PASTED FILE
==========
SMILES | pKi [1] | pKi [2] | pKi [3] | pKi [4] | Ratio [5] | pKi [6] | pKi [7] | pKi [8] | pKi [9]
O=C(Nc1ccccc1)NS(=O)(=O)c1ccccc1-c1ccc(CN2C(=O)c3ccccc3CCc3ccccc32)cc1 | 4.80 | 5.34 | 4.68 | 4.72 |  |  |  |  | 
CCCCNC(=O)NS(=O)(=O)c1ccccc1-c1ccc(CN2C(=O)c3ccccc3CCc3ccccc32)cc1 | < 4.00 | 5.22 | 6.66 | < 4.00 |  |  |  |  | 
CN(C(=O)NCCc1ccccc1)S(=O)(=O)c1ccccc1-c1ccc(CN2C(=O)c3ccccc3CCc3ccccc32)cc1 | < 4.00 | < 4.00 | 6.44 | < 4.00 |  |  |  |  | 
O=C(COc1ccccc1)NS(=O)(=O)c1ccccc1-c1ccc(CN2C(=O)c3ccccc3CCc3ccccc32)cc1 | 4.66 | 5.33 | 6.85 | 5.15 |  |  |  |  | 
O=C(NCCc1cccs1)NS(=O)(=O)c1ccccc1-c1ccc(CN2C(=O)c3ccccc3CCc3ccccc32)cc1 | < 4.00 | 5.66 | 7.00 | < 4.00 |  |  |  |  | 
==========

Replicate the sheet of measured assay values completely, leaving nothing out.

SMILES | pKi [1] | pKi [2] | pKi [3] | pKi [4] | Ratio [5] | pKi [6] | pKi [7] | pKi [8] | pKi [9]
O=C(Nc1ccccc1)NS(=O)(=O)c1ccccc1-c1ccc(CN2C(=O)c3ccccc3CCc3ccccc32)cc1 | 4.80 | 5.34 | 4.68 | 4.72 |  |  |  |  | 
CCCCNC(=O)NS(=O)(=O)c1ccccc1-c1ccc(CN2C(=O)c3ccccc3CCc3ccccc32)cc1 | < 4.00 | 5.22 | 6.66 | < 4.00 |  |  |  |  | 
CN(C(=O)NCCc1ccccc1)S(=O)(=O)c1ccccc1-c1ccc(CN2C(=O)c3ccccc3CCc3ccccc32)cc1 | < 4.00 | < 4.00 | 6.44 | < 4.00 |  |  |  |  | 
O=C(COc1ccccc1)NS(=O)(=O)c1ccccc1-c1ccc(CN2C(=O)c3ccccc3CCc3ccccc32)cc1 | 4.66 | 5.33 | 6.85 | 5.15 |  |  |  |  | 
O=C(NCCc1cccs1)NS(=O)(=O)c1ccccc1-c1ccc(CN2C(=O)c3ccccc3CCc3ccccc32)cc1 | < 4.00 | 5.66 | 7.00 | < 4.00 |  |  |  |  | 